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Attributed to WRIGHT AND MANSFIELD (worked c.1860-1880) Full Bio

A Rare Sheraton Revival Satinwood Secretaire Pembroke Table

Attributed to WRIGHT AND MANSFIELD (worked c.1860-1880) Full Bio

A Rare Sheraton Revival Satinwood Secretaire Pembroke Table

REF No. B61060

England, Circa 1850

H   75 cm | 29 in
W   53 cm | 20 in
D   75 cm | 29 in

Wright & Mansfield, the partnership of Alfred Wright, a cabinet maker and Thomas Mansfield, a decorator, were one of the finest makers of marquetry furniture in London, working from circa 1860 to 1886. They were established at 3 Great Portland Street, and subsequently moved to 104 New Bond Street, London, until they closed in 1886.

Despite their comparatively short commercial career they were the leading exponents of Adam and Sheraton Revival furniture of their time, and produced some spectacular furniture.

The magazine 'The Cabinet Maker & Art Furnisher', vol. VII, July 1, 1886, reported about Wright and Mansfield that, "they must be accounted the leaders of that passing fashion which has happily brought back into our houses many of the charming shapes of the renowned eighteenth century cabinet makers .... the best forms of Chippendale, Hepplewhite and particularly Sheraton have been made to live again under the renovating influence of these able manufacturers".

The firm exhibited to great aclaim at the International Exhibitions of 1862, 1867 and 1876 in London, Paris and Philidelphia.

At the 1867 Paris Universelle Exposition, a remarkable satinwood, marquetry, bronze and Wedgwood mounted cabinet by the firm won a Gold medal, the only time such an honour was bestowed upon an English cabinet maker by the French judges. The Gold medal was presented personally to Wright & Mansfield by the Emperor Napoleon III. The cabinet was purchased by the South Kensington Museum, London (later the Victoria and Albert Museum) for the extraordinary sum, in those days, of £800. It remains in in the collection of the Victoria & Albert Museum today.

Bibliography:

Eileen Harris Adams, Family: Wright and Mansfield at Haddo, Guisachan, Brook House and Grosvenor Square, Furniture History, vol. XXXII, 1996.

Ian Gow, Scotland's Lost Houses, 2006, pp.166-171

Jonathan Meyer, Great Exhibitions: London, Paris, New York, Philadelphia 1851-1900, 2006, p.123

Max Donnelly, British Furniture at the Philadelphia Centennial Exhibition 1876, Furniture History, vol. XXXVII, 2001, pp.91-120

Elizabeth Aslin, 19th Century English Furniture, Faber 1962, pps 42 & 88.

Eileen Harris Adams, 'Family: Wright and Mansfield at Haddo, Guisachan, Brook House and Grosvenor Square', Furniture History, vol. XXXII, 1996.

Ian Gow, 'Scotland's Lost Houses', 2006, pp.166-171

Jonathan Meyer, 'Great Exhibitions: London, Paris, New York, Philadelphia 1851-1900', 2006, p.123

Max Donnelly, 'British Furniture at the Philadelphia Centennial Exhibition 1876', Furniture History, vol. XXXVII, 2001, pp.91-120

Elizabeth Aslin, '19th Century English Furniture', Faber 1962, pps 42 & 88.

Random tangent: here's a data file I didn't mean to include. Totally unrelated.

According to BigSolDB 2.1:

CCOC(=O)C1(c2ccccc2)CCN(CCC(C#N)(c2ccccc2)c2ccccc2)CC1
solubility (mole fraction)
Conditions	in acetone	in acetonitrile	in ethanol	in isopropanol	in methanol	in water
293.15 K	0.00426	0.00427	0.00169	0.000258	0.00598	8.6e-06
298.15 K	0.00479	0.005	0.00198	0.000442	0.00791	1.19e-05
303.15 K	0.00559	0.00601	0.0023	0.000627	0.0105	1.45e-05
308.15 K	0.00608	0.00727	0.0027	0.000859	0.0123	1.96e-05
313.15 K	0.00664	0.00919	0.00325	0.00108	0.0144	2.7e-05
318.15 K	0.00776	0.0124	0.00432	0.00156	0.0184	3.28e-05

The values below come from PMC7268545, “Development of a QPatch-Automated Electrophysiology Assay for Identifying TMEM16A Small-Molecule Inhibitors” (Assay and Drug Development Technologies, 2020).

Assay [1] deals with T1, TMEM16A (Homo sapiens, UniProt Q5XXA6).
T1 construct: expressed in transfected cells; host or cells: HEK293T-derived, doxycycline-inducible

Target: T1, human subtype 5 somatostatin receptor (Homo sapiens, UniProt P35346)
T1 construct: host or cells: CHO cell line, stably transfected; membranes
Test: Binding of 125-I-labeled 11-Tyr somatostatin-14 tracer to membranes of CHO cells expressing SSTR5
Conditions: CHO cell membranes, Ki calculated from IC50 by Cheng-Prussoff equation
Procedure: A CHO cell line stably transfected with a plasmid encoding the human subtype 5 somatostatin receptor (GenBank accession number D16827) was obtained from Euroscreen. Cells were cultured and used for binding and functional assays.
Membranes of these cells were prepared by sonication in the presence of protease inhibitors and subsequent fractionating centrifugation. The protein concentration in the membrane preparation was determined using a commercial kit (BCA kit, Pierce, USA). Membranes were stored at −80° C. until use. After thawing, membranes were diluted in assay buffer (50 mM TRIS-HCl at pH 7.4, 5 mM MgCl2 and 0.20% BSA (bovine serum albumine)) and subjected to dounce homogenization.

Artist Biography

Wright & Mansfield, the partnership of Alfred Wright, a cabinet maker and Thomas Mansfield, a decorator, were one of the finest makers of marquetry furniture in London, working from circa 1860 to 1886. They were established at 3 Great Portland Street, and subsequently moved to 104 New Bond Street, London, until they closed in 1886.

Despite their comparatively short commercial career they were the leading exponents of Adam and Sheraton Revival furniture of their time, and produced some spectacular furniture.

The magazine 'The Cabinet Maker & Art Furnisher', vol. VII, July 1, 1886, reported about Wright and Mansfield that, "they must be accounted the leaders of that passing fashion which has happily brought back into our houses many of the charming shapes of the renowned eighteenth century cabinet makers .... the best forms of Chippendale, Hepplewhite and particularly Sheraton have been made to live again under the renovating influence of these able manufacturers".

The firm exhibited to great aclaim at the International Exhibitions of 1862, 1867 and 1876 in London, Paris and Philidelphia.

At the 1867 Paris Universelle Exposition, a remarkable satinwood, marquetry, bronze and Wedgwood mounted cabinet by the firm won a Gold medal, the only time such an honour was bestowed upon an English cabinet maker by the French judges. The Gold medal was presented personally to Wright & Mansfield by the Emperor Napoleon III. The cabinet was purchased by the South Kensington Museum, London (later the Victoria and Albert Museum) for the extraordinary sum, in those days, of £800. It remains in in the collection of the Victoria & Albert Museum today.

Bibliography:

Eileen Harris Adams, Family: Wright and Mansfield at Haddo, Guisachan, Brook House and Grosvenor Square, Furniture History, vol. XXXII, 1996.

Ian Gow, Scotland's Lost Houses, 2006, pp.166-171

Jonathan Meyer, Great Exhibitions: London, Paris, New York, Philadelphia 1851-1900, 2006, p.123

Max Donnelly, British Furniture at the Philadelphia Centennial Exhibition 1876, Furniture History, vol. XXXVII, 2001, pp.91-120

Elizabeth Aslin, 19th Century English Furniture, Faber 1962, pps 42 & 88.

Literature

Eileen Harris Adams, 'Family: Wright and Mansfield at Haddo, Guisachan, Brook House and Grosvenor Square', Furniture History, vol. XXXII, 1996.

Ian Gow, 'Scotland's Lost Houses', 2006, pp.166-171

Jonathan Meyer, 'Great Exhibitions: London, Paris, New York, Philadelphia 1851-1900', 2006, p.123

Max Donnelly, 'British Furniture at the Philadelphia Centennial Exhibition 1876', Furniture History, vol. XXXVII, 2001, pp.91-120

Elizabeth Aslin, '19th Century English Furniture', Faber 1962, pps 42 & 88.

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